Patient Health Questionnaire-9 scores do not accurately estimate depression prevalence: individual participant data meta-analysis

Levis, B. and Benedetti, A. and Ioannidis, J.P.A. and Sun, Y. and Negeri, Z. and He, C. and Wu, Y. and Krishnan, A. and Bhandari, P.M. and Neupane, D. and Imran, M. and Rice, D.B. and Riehm, K.E. and Saadat, N. and Azar, M. and Boruff, J. and Cuijpers, P. and Gilbody, S. and Kloda, L.A. and McMillan, D. and Patten, S.B. and Shrier, I. and Ziegelstein, R.C. and Alamri, S.H. and Amtmann, D. and Ayalon, L. and Baradaran, H.R. and Beraldi, A. and Bernstein, C.N. and Bhana, A. and Bombardier, C.H. and Carter, G. and Chagas, M.H. and Chibanda, D. and Clover, K. and Conwell, Y. and Diez-Quevedo, C. and Fann, J.R. and Fischer, F.H. and Gholizadeh, L. and Gibson, L.J. and Green, E.P. and Greeno, C.G. and Hall, B.J. and Haroz, E.E. and Ismail, K. and Jetté, N. and Khamseh, M.E. and Kwan, Y. and Lara, M.A. and Liu, S.-I. and Loureiro, S.R. and Löwe, B. and Marrie, R.A. and Marsh, L. and McGuire, A. and Muramatsu, K. and Navarrete, L. and Osório, F.L. and Petersen, I. and Picardi, A. and Pugh, S.L. and Quinn, T.J. and Rooney, A.G. and Shinn, E.H. and Sidebottom, A. and Spangenberg, L. and Tan, P.L.L. and Taylor-Rowan, M. and Turner, A. and van Weert, H.C. and Vöhringer, P.A. and Wagner, L.I. and White, J. and Winkley, K. and Thombs, B.D. (2020) Patient Health Questionnaire-9 scores do not accurately estimate depression prevalence: individual participant data meta-analysis. Journal of Clinical Epidemiology, 122. 115-128.e1.

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Objectives: Depression symptom questionnaires are not for diagnostic classification. Patient Health Questionnaire-9 (PHQ-9) scores �10 are nonetheless often used to estimate depression prevalence. We compared PHQ-9 �10 prevalence to Structured Clinical Interview for Diagnostic and Statistical Manual of Mental Disorders (SCID) major depression prevalence and assessed whether an alternative PHQ-9 cutoff could more accurately estimate prevalence. Study Design and Setting: Individual participant data meta-analysis of datasets comparing PHQ-9 scores to SCID major depression status. Results: A total of 9,242 participants (1,389 SCID major depression cases) from 44 primary studies were included. Pooled PHQ-9 �10 prevalence was 24.6 (95 confidence interval CI: 20.8%, 28.9%); pooled SCID major depression prevalence was 12.1% (95% CI: 9.6%, 15.2%); and pooled difference was 11.9% (95% CI: 9.3%, 14.6%). The mean study-level PHQ-9 �10 to SCID-based prevalence ratio was 2.5 times. PHQ-9 �14 and the PHQ-9 diagnostic algorithm provided prevalence closest to SCID major depression prevalence, but study-level prevalence differed from SCID-based prevalence by an average absolute difference of 4.8% for PHQ-9 �14 (95% prediction interval: �13.6%, 14.5%) and 5.6% for the PHQ-9 diagnostic algorithm (95% prediction interval: �16.4%, 15.0%). Conclusion: PHQ-9 �10 substantially overestimates depression prevalence. There is too much heterogeneity to correct statistically in individual studies. © 2020 Elsevier Inc.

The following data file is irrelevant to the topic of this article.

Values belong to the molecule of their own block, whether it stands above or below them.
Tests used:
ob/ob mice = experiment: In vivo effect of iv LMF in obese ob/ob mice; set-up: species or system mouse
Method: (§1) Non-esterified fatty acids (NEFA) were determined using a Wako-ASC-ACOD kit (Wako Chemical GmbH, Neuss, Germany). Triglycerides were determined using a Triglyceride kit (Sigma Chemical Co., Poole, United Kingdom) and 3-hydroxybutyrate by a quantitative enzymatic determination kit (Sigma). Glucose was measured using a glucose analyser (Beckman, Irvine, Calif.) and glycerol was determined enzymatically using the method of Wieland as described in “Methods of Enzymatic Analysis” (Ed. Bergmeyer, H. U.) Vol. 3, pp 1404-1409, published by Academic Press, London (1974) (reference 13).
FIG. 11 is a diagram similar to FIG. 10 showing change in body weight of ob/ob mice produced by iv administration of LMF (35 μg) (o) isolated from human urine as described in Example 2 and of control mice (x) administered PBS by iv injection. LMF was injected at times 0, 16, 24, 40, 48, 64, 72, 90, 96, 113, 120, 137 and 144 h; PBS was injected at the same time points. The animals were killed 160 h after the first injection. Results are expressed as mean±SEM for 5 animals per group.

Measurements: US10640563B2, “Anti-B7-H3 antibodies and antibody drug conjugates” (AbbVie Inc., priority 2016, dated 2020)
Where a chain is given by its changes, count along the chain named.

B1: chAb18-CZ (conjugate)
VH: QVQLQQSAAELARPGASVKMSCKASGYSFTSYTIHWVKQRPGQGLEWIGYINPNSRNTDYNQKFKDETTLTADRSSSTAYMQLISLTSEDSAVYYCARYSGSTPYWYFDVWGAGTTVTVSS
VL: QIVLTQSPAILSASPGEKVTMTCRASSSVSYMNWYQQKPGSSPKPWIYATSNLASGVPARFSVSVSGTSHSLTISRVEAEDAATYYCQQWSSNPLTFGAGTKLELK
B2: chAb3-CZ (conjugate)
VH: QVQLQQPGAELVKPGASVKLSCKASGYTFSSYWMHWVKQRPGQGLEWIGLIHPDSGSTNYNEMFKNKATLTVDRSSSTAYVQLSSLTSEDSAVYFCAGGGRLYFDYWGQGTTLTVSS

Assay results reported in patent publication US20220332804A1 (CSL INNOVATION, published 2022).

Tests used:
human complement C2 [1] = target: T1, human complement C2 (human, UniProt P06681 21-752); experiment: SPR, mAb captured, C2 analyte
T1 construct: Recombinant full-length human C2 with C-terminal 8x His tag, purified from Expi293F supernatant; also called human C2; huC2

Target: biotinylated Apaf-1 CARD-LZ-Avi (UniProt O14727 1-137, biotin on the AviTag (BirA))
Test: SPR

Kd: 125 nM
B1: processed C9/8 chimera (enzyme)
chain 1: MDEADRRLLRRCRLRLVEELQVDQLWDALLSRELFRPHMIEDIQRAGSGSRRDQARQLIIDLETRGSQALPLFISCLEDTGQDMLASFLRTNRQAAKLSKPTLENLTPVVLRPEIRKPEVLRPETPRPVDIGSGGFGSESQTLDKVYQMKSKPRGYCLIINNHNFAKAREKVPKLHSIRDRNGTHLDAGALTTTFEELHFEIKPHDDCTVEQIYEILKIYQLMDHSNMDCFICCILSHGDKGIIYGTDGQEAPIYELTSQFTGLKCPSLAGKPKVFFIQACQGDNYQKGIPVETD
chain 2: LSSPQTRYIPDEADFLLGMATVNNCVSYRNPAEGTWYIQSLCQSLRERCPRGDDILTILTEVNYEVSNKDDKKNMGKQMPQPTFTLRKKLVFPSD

Item Type: Article
Additional Information: cited By 2
Uncontrolled Keywords: Article; comparative study; diagnostic accuracy; Diagnostic and Statistical Manual of Mental Disorders; human; major depression; measurement accuracy; meta analysis; Patient Health Questionnaire 9; prediction; prevalence; priority journal; semi structured interview; Structured Clinical Interview for DSM Disorders; systematic review
Subjects: WM Psychiatry
Depositing User: eprints admin
Date Deposited: 15 Sep 2020 05:54
Last Modified: 15 Sep 2020 05:54

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